Wyatt Earp, Doc Holliday, Bat Masterson, Luke Short and “Calamity Jane” all called Cheyenne home, and the legendary murderer Tom Horn was hanged right downtown – the last man hanged in Wyoming (at least legally). The famous Deadwood Stage started in Cheyenne, covering the 300 miles to the gold fields in South Dakota in three days of bouncing on rough dirt tracks through outlaw and Indian country. Old West history is everywhere in downtown Cheyenne – in the western wear shops, galleries, museums, and architecture. But make no mistake, Cheyenne knows how to have fun, too. Wyoming was the last state to ratify prohibition and prostitution was legal until 1938.
Today in compact Cheyenne, there are two outstanding breweries and a dozen bars, several with live music. Bring the bikes and there are 37 miles of trails, many of which weave through historic neighborhoods of great old wood mansions, especially in the Rainsford Historic District, where there are dozens of homes and mansions all designed by architect George Rainsford. Rich cattle barons loved his creative porches and roofs with towers covered by decorative “fish scale” shingles.
Downtown Cheyenne has the best collection of western stores on the Front Range. Wrangler is the place for hats, boots and belts; Wyoming Home has western furnishings, rugs, jewelry and gifts; and Just Dandy has women’s western-wear fashions. There are dozen other western galleries, bookstores and souvenir shops. Many people make a trip to Cheyenne just for the Sierra Trading Post, where you can save 35-70% on closeouts and overstocks of outdoor apparel and gear from places like North Face, Columbia, Rockport, Kelty, Merril and Timberline.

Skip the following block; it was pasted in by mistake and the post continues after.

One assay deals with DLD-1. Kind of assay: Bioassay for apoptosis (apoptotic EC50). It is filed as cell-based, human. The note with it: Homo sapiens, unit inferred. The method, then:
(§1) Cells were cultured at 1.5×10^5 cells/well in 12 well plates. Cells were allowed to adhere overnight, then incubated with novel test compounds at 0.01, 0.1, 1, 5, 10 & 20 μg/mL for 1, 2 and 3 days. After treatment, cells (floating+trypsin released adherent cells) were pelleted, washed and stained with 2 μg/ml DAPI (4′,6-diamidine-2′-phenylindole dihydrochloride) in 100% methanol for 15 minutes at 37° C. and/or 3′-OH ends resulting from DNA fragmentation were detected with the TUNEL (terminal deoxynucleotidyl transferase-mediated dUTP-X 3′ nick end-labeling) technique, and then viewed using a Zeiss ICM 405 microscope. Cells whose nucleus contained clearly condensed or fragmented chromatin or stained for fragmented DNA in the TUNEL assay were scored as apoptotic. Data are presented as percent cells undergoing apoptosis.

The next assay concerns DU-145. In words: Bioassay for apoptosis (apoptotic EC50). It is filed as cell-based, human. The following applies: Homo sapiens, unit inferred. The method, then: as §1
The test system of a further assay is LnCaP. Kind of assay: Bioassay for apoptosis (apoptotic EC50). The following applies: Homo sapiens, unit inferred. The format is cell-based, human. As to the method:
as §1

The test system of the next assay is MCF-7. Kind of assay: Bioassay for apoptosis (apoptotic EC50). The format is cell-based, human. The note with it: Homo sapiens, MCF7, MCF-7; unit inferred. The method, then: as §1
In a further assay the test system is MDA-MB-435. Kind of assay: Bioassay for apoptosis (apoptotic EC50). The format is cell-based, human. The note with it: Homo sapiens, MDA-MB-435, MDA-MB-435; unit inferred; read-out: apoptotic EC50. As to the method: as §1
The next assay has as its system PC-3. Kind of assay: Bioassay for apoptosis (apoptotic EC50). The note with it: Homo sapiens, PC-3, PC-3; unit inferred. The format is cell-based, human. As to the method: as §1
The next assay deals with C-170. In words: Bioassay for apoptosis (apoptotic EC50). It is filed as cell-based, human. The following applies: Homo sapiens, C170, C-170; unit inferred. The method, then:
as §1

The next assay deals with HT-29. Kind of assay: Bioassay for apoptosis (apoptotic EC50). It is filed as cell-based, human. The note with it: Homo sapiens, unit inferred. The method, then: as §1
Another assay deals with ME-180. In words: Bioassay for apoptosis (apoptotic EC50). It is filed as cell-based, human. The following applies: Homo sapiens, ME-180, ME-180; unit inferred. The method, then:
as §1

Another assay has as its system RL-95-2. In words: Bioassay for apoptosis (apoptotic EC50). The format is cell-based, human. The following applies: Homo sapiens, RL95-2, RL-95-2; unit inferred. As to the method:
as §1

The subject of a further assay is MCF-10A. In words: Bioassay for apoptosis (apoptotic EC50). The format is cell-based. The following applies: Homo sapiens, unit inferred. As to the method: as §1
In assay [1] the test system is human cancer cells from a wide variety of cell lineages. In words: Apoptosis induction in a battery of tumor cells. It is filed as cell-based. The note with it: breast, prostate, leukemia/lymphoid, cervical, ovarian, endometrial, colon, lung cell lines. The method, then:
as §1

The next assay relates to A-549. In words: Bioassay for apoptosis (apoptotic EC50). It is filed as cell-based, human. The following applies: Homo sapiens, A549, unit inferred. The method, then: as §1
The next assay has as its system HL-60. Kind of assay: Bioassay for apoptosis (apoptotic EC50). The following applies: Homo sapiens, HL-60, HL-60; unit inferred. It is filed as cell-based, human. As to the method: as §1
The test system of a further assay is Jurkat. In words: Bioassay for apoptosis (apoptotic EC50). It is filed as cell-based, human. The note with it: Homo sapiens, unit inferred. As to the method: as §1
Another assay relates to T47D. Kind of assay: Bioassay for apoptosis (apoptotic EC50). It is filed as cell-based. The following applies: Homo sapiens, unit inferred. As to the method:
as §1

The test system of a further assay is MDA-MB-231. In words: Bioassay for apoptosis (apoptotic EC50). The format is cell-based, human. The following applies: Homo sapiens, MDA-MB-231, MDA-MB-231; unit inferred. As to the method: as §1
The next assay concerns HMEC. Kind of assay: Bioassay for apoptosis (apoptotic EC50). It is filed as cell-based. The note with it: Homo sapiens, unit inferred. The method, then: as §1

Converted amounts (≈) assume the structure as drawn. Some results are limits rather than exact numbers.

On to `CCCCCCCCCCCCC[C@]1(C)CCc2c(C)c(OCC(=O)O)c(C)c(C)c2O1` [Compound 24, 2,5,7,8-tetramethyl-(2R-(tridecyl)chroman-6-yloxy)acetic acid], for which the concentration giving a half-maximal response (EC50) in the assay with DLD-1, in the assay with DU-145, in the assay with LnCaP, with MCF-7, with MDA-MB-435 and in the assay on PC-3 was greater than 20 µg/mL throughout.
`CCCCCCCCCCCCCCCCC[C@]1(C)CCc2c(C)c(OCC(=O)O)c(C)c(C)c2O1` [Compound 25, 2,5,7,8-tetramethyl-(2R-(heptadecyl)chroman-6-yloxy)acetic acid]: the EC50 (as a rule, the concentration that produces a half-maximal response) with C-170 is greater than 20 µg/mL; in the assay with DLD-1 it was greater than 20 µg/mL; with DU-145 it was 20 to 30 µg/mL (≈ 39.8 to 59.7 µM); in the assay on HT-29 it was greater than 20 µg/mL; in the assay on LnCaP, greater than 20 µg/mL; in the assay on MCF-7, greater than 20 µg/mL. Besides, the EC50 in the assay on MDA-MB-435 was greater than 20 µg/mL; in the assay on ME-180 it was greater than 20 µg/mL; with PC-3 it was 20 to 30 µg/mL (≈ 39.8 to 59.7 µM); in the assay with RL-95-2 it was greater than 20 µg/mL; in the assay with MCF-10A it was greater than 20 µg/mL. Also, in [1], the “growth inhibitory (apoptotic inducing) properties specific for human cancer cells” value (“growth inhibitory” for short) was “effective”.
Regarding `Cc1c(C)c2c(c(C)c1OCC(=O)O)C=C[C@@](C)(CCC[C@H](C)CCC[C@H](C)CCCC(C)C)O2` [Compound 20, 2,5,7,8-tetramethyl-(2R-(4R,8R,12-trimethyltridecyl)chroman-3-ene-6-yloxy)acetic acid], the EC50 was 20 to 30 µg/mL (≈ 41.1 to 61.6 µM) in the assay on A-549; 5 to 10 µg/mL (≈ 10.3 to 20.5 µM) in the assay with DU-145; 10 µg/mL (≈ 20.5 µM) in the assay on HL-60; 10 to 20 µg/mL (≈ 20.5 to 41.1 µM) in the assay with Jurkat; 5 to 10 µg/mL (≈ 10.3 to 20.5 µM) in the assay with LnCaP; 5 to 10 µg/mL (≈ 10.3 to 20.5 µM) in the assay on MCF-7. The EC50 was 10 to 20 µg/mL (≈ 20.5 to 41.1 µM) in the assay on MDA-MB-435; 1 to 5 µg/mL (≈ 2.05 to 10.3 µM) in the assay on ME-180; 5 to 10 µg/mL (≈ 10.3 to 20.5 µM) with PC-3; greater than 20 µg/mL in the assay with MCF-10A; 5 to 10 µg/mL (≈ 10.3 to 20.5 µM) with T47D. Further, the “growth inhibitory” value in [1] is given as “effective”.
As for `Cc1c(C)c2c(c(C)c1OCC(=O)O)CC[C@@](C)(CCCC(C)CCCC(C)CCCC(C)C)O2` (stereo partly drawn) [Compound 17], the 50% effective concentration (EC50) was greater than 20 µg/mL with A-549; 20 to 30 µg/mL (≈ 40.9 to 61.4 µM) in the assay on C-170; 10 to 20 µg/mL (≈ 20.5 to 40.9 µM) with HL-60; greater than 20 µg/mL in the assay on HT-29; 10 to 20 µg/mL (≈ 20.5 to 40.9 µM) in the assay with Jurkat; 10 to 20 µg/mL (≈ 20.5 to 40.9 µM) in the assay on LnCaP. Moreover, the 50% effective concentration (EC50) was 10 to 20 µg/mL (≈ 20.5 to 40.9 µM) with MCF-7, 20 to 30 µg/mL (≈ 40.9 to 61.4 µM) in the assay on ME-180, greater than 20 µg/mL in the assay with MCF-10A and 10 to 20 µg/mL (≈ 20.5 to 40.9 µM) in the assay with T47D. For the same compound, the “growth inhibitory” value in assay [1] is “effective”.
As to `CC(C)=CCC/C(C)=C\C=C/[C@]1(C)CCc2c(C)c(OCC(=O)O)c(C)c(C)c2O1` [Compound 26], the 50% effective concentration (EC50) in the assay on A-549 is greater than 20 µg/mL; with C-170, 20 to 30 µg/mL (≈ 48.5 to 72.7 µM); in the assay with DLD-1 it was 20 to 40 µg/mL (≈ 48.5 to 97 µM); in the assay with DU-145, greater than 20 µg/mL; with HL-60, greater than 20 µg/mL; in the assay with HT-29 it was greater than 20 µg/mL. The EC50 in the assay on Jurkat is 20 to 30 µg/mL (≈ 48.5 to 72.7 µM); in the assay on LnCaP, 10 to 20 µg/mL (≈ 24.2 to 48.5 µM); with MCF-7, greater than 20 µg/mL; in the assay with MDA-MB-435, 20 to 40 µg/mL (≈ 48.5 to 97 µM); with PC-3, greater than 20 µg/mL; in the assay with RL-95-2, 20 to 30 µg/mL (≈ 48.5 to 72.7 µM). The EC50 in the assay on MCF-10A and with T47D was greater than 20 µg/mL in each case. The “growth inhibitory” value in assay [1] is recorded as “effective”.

If you want to stay overnight, the historic 1911 Plains Hotel, across the plaza from the Union Pacific Depot, has welcomed guests including Harry Truman, Ronald Regan, Ted Kennedy and Richard Nixon. There’s a crew! The lobby is filled with historic Western paintings and sculptures and offers rooms starting at $99.
IF YOU GO: Depot Days runs May 20-22, but the Union Pacific Steam Shop is only open on May 21-22. A $10 wrist band gets you a free trolley ride to the machine shops and free admittance to all other railroad activities over the weekend. For more information on Cheyenne, go to: www.cheyenne.org.